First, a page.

Cadence Weapon Unveils #MyMerch Campaign To End Venue and Festival Merch Cuts

Image via Getty
Image via Getty

Cadence Weapon unveiled his #MyMerch campaign in collaboration with the Featured Artists Coalition (FAC) and the Union of Musicians and Allied Workers (UMAW) in an attempt to rally venues to not take a cut of the merchandise sold at shows.

On Cadence Weapon’s Twitter, the rapper posted a series of graphics explaining what merch cut is and how it affects artists.

“Though the artists bear the financial burden of designing, manufacturing, and shipping their merch, some venues choose to exploit artists by taking a merch cut,” one of the posts read. “The percentage number has been steadily rising with some venues now taking up to 20-35% of artist merch sales.”

Merch cuts have been a recurring theme for independent artists whose primary form of income is merch sales, especially when the merch is sold on tour dates. In late October, Cadence Weapon penned a piece for Toronto Life, detailing how touring is no longer affordable for independent artists looking to make a living.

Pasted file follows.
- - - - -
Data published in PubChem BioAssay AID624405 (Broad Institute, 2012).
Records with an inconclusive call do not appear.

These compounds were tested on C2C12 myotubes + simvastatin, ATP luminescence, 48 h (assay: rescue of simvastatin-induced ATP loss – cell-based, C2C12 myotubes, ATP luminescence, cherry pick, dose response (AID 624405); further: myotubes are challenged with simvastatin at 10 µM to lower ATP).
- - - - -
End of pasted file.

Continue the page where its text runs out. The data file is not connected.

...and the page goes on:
“I’ve done more than a dozen tours, and hitting the road has always been a financially risky endeavour,” he detailed. “A three-week journey can cost anywhere between $60,000 and $100,000. The expenses behind the average tour—which can include a tour manager, travel, work visas, backing musicians, and lighting and sound technicians—are mostly paid out of pocket by artists. The travel is excruciating, and the margins are incredibly thin. Bands don’t get in the van because they think they’re going to get rich; most of us hope to simply break even and gain a few new fans along the way.”

Cadence Weapon is far from the only artist to face these problems.

“Well-known musicians like Santigold, Regina Spektor, Animal Collective and Metronomy have all cancelled tours in recent months due to a combination of concerns for their mental, physical and financial well-being. I postponed a gig in New York earlier this month for similar reasons, and I know I’m not the only Canadian musician who has had to change plans recently,” he added.

In April, British rapper Little Simz cancelled her U.S. tour due to rising costs.

“I take my live shows seriously and would only want to give you guys nothing but the best of me,” she wrote. “Being an independent artist, I pay for everything encompassing my live performances out of my own pocket and touring the US for a month would leave me in a huge deficit.”

To combat merch cuts, Cadence Weapon set up a Google Form asking willing venues and festivals to add themselves to an ever-growing list of venues who have committed to stop taking merch cuts from artists.